Civil War in Missouri
The Civil War in Missouri is a joint effort of the Missouri Humanities Council and the Missouri History Museum to provide a special traveling exhibit for communities across Missouri from 2012 to 2015. Developed by the Missouri History Museum, this traveling exhibit is a smaller, portable version of their major civil war exhibition by the same name. The Civil War in Missouri will be making sixteen stops across the state over its three-year tour.
American history has always been about freedom: who has it, who doesn’t, how much there should be and how to get it. From its founding in 1764, St. Louis has been home to African Americans. Until 1865, most were enslaved. The Dred Scott Exhibit tells the story of St. Louis enslaved blacks and their quests for freedom. The roads they took varied, but the goal of the journey remained the same: to share America’s promise of liberty and justice for all. These images of documents, photographs, and objects from the collection of the Missouri Historical Society provide ways of tracing the pursuit of freedom in nineteenth-century St. Louis.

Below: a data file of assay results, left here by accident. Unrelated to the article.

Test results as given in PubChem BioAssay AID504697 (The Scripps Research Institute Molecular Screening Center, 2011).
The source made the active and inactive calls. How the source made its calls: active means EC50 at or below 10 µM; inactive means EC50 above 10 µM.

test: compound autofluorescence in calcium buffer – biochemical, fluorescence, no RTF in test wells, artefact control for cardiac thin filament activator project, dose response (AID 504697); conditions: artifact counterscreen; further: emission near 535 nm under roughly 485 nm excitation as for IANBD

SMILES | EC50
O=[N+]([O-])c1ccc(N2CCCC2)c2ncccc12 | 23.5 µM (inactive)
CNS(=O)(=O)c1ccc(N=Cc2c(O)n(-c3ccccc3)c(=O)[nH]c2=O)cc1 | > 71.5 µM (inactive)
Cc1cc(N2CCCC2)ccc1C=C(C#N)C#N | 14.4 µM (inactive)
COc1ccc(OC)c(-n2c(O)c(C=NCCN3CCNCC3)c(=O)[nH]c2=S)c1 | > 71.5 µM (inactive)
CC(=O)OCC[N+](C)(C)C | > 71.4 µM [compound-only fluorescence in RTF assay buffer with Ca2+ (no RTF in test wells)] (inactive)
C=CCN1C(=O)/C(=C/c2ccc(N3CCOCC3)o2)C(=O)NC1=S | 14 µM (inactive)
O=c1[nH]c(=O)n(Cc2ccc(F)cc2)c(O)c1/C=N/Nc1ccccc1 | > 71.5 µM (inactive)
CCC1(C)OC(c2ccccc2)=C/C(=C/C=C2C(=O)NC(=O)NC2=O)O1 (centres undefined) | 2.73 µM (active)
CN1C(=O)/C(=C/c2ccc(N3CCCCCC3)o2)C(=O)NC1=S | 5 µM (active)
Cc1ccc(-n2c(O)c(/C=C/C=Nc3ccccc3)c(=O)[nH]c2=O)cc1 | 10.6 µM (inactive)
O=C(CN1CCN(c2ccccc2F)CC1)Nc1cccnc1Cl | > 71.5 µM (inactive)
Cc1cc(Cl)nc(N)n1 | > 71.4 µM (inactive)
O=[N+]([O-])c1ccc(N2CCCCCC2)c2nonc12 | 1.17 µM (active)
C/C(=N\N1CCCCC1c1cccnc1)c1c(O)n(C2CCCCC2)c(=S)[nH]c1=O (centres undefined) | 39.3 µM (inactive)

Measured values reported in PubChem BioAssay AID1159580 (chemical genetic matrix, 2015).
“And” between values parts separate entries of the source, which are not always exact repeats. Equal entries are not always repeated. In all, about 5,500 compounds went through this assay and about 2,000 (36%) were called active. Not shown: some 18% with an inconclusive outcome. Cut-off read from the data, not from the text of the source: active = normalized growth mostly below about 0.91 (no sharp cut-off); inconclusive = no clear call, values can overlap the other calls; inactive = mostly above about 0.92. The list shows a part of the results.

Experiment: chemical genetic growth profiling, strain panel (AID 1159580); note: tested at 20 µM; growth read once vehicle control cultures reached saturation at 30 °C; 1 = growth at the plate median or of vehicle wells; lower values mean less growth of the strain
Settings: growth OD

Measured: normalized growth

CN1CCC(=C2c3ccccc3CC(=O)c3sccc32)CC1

Homeland: The Sac and Fox Heritage in Missouri
This exhibit, available upon request, was developed by Sac and Fox tribal officers in three states and beautifully designed by Greg Olson, the Exhibits Specialist at the Missouri State Archives. Conveying one Sac and Fox legend that explains their sacred relationship to all creation, the gently curved 10-foot long panel packs and ships easily in two cases.
This touring art exhibit brings masterpieces of American art into classrooms and libraries nationwide. Available upon request, the project promotes understanding our nation’s history and character through its art. The exhibit consists of 40 high-quality reproduction images. To learn more about Picturing America, please visit the national website.